Division of Computer and Network Systems
Networking Technology and Systems (NeTS: JUNO)CONTACTS
|Joseph B. Lylesfirstname.lastname@example.org||(703) 292-8950||1175|
Important Information for Proposers
A revised version of the NSF Proposal & Award Policies & Procedures Guide (PAPPG) (NSF 16-1), is effective for proposals submitted, or due, on or after January 25, 2016. Please be advised that, depending on the specified due date, the guidelines contained in NSF 16-1 may apply to proposals submitted in response to this funding opportunity.
The Division of Computer and Network Systems (CNS) supports research and education activities that invent new computing and networking technologies and that explore new ways to make use of existing technologies. The Division seeks to develop a better understanding of the fundamental properties of computer and network systems and to create better abstractions and tools for designing, building, analyzing, and measuring future systems. The Networking Technology and Systems (NeTS) program supports transformative research on fundamental scientific and technological advances leading to the development of future-generation, high-performance networks and future Internet architectures.
Under this umbrella, the National Science Foundation (NSF) and the National Institute of Information and Communications Technology (NICT) of Japan have agreed to embark on a collaborative research program to address compelling research challenges that arise from networks supporting future demands of device proliferation and data objects. This NSF solicitation parallels an equivalent NICT solicitation. Proposals submitted under this solicitation must describe joint research with Japanese counterparts who are requesting funding separately under the NICT solicitation.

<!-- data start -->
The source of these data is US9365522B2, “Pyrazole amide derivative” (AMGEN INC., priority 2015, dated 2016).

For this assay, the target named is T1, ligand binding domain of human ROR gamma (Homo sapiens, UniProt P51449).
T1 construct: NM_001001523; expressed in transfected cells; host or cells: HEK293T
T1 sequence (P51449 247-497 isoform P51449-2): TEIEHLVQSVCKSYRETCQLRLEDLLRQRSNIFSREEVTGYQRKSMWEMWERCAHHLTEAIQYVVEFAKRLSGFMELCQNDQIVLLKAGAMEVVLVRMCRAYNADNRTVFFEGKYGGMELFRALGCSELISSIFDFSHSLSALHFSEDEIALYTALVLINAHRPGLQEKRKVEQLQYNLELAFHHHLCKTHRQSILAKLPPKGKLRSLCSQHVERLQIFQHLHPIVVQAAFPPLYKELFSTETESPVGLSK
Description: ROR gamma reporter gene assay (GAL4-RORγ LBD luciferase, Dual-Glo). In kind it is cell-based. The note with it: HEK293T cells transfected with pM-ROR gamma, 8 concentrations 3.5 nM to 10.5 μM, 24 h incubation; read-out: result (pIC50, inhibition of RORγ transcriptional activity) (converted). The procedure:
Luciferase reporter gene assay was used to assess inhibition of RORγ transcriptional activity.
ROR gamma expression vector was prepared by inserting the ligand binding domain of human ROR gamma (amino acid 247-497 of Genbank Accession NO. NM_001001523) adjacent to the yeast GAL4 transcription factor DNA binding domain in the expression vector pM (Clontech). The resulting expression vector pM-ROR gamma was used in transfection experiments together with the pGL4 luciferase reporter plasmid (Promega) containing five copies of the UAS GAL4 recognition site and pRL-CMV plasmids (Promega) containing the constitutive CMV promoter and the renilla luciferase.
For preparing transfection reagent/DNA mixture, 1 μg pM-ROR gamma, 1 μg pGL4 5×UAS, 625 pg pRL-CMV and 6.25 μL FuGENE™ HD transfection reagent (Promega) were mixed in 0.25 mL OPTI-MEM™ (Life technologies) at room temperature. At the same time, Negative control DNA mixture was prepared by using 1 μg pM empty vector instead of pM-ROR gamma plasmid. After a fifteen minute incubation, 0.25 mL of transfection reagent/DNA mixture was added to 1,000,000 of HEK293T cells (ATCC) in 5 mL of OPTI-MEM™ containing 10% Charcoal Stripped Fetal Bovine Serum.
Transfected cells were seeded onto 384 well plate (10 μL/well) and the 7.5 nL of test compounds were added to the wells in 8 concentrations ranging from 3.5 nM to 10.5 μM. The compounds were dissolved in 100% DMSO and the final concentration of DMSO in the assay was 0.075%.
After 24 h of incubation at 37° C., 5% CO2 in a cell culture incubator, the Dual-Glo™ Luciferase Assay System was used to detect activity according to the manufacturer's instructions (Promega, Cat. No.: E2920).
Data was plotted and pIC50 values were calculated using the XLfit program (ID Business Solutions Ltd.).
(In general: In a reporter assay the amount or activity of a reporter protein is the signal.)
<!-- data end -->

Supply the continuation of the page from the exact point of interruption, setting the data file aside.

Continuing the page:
This research and development program addresses three specific challenges that arise when environments with trillions of device and information objects are connected via networks. Trillions of network-connected objects are expected to emerge in the global network around 2020. This trend will require novel approaches for network design and modeling, new technologies to manage and control object mobility, and new and more flexible networks with the speed, capacity and environmental characteristics needed to accommodate communications among objects in the emerging world.
This program seeks joint Japan-US research projects that leverage each nation's expertise and address these challenges via work in three areas:
1. Network Design and Modeling: Addressing the design, modeling and component interaction challenges associated with increasingly dynamic and heterogeneous network technologies and applications at scale.
2. Mobility: Addressing issues such as security, control, provisioning, naming, discovery, and fast mobility in a world in which mobility is driven by factors such as social networks, the Internet of things, and cyber-physical systems.
3. Optical Networking: Finding novel approaches for sustainable high‐speed, high‐capacity, and energy-efficient networks that will accommodate communications required in "beyond trillions of devices and information objects" situations.
REVISIONS AND UPDATES
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